McDowell: I agree, it would be great to get harmonized terminology, but we could spend 15 years trying to do that. Languages evolve into different areas and have different meanings of words. I think we’ve got to understand or be on the right page, at the very least, to have these discussions rather than [introduce] a clear, strong, one definition in a single language. That’s going to be quite difficult to achieve globally in a huge industry that spans across the world and that touches upon all the investigators, patients, etc. It’s a big challenge that we could spend too long working on rather than getting on with putting the right solutions in place to bring new drugs to the market.

Roofthooft: Digital health is a broad term. It covers a lot of areas. You can speak about digital health capability, speak about digital health technology, or a digital system. It has different aspects depending on where the term of digital health is going to be used. Also, coming back to the operational impact to a patient or to a site, it’s really important to understand that journey from a participant perspective, [such as] implementing a tablet, a wearable, or a watch that may have additional hardware and software concerns. That also has a broader impact to the rollout of these technologies overall.

Studna: What should be top of mind for professionals in this space as we move forward into the new year?

Roofthooft: From a sponsor perspective, it’s looking at what we will be implementing for the future. So, looking at the capabilities of digital technologies, the ePROs, and the innovations that are coming our way to see how they best fit our goals around clinical achievements. How are they impacting treatments? How do we get the ideal set of preferred suppliers implemented to help drive that landscape?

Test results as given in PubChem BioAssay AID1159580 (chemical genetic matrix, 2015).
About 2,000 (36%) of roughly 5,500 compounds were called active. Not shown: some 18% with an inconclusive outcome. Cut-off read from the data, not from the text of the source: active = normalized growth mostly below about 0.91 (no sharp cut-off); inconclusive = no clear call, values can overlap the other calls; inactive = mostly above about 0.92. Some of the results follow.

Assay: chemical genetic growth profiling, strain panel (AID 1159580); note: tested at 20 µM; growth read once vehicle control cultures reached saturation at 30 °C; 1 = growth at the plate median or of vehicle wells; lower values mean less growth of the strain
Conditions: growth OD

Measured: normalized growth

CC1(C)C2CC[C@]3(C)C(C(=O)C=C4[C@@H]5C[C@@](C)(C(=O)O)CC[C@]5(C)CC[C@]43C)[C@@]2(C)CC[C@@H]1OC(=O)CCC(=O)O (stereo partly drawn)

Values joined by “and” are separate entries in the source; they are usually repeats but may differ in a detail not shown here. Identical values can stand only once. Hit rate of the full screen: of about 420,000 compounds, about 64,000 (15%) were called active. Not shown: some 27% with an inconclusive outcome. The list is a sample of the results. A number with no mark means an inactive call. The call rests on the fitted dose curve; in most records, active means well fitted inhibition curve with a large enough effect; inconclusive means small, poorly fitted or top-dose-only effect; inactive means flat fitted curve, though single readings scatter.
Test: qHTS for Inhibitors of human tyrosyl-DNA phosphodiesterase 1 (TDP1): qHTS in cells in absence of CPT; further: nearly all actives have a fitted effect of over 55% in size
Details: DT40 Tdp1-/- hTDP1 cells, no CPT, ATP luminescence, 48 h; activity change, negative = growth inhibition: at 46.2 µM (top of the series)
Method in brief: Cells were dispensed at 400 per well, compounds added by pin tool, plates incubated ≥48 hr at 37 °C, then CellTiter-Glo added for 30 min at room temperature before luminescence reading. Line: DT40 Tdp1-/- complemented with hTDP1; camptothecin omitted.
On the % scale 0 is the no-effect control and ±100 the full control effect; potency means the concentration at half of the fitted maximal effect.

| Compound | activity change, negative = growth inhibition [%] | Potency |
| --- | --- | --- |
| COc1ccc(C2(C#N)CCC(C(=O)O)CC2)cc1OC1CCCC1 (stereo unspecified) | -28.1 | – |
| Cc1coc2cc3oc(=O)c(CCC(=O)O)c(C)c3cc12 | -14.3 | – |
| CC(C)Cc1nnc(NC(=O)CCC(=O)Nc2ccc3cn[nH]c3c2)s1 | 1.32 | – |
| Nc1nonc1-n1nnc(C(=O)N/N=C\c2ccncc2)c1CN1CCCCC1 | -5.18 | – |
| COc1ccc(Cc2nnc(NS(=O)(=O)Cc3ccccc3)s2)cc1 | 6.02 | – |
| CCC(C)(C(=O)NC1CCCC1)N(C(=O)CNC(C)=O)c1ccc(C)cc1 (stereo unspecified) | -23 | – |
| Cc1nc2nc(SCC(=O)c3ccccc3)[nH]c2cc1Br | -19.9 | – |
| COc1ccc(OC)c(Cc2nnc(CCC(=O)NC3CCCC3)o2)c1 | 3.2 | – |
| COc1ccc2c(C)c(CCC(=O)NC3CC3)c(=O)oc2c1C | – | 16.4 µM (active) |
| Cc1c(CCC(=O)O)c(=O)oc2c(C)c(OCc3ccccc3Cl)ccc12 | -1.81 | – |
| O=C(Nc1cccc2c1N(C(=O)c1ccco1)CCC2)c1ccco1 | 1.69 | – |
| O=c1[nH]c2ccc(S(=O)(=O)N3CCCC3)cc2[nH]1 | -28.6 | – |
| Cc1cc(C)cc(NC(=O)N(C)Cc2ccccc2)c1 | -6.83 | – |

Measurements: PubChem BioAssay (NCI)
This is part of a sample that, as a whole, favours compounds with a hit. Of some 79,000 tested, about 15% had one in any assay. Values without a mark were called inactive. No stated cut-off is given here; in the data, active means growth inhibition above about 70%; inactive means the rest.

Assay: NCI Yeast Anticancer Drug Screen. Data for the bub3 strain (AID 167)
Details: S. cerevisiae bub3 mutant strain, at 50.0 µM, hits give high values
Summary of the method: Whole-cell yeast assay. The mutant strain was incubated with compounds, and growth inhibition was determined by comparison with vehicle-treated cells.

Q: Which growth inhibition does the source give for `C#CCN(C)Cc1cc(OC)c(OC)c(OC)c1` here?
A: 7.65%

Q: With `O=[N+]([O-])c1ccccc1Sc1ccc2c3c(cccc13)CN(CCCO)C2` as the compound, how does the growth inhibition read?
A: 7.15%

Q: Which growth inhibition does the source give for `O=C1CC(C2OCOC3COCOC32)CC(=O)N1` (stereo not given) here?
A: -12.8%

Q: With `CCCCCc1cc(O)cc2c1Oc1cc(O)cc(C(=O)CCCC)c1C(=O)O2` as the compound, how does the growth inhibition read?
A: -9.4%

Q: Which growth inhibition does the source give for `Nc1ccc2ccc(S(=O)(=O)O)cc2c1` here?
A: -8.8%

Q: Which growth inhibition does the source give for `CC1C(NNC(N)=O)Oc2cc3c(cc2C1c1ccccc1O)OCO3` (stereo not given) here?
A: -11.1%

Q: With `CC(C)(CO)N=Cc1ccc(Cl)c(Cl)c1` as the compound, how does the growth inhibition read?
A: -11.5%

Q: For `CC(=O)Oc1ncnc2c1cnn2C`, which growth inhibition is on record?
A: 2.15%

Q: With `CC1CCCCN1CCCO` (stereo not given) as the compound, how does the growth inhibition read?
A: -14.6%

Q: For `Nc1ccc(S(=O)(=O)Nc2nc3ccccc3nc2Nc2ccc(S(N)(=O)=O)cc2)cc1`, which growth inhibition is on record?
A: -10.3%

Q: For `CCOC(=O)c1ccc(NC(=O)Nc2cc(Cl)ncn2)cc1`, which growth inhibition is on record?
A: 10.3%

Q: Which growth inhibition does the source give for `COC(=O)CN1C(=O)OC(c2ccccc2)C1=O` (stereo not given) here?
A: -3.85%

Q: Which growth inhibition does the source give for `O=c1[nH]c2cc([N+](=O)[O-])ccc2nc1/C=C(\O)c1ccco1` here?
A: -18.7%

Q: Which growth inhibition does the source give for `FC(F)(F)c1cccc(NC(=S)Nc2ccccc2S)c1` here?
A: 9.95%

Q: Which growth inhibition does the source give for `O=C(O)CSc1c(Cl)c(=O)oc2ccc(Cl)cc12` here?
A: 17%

McDowell: From my perspective, when we look at what has been going on for a number of years about inclusivity into trials, accessibility, and making sure everybody can get involved in trials, we’re going to come full circle. We need to get back to understanding that we’ve got to make sure that the integrity of the data is maintained. Again, we’ve got to absorb it, not just collect the data, so that we’re collecting the right data at the right time, frequency, and location. And to make sure it’s done all within the right parameters, so that the data is valid and can be used for regulatory decision-making. There’s lots of different ways we talked [in the past] about using paper—mixed modalities, etc. We’ve got to make sure that the data integrity is maintained [in digital as well]. We’ve got to do that work, not just talk about it.

Kern: I want to connect back to the regulatory discussion. FDA put out its patient-focused drug development guidance (see: That’s a very important document, and we’re going to see that embedded into the new year as well as we adjust. FDA recently announced it’s putting together an advisory committee around digital health technology (see: That’s going to be an important opportunity to expand the dialogue with regulators involved. Also in Europe, the Accelerating Clinical Trials in the EU (ACT EU) initiative published its report recently at its workshop and began to put together an advisory committee to help drive things forward. So, there are opportunities to have a broader discussion about the challenges we face in 2024.

Alvarez: My dream is to make everything very simple and try to unify. For instance, I would like to have one unique electronic record in all the hospitals around the world, and one unique ePRO, eCOA, and EDC (electronic data capture) in order to save all of us the time and money that we are investing. We should be focusing more on personalized medicine, among other things, but that is our job and we need to continue to improve and maximize the data that we obtain.